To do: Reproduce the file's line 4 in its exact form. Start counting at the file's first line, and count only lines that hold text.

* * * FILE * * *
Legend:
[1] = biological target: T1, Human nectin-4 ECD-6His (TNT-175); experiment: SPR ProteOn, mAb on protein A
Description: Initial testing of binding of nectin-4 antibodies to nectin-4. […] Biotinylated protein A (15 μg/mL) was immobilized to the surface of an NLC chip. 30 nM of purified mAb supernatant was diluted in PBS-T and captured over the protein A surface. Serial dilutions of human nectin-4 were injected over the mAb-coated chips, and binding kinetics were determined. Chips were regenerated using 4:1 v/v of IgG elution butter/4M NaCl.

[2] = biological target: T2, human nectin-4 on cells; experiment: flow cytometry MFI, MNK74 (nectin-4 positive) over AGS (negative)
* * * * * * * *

[2] = biological target: T2, human nectin-4 on cells; experiment: flow cytometry MFI, MNK74 (nectin-4 positive) over AGS (negative)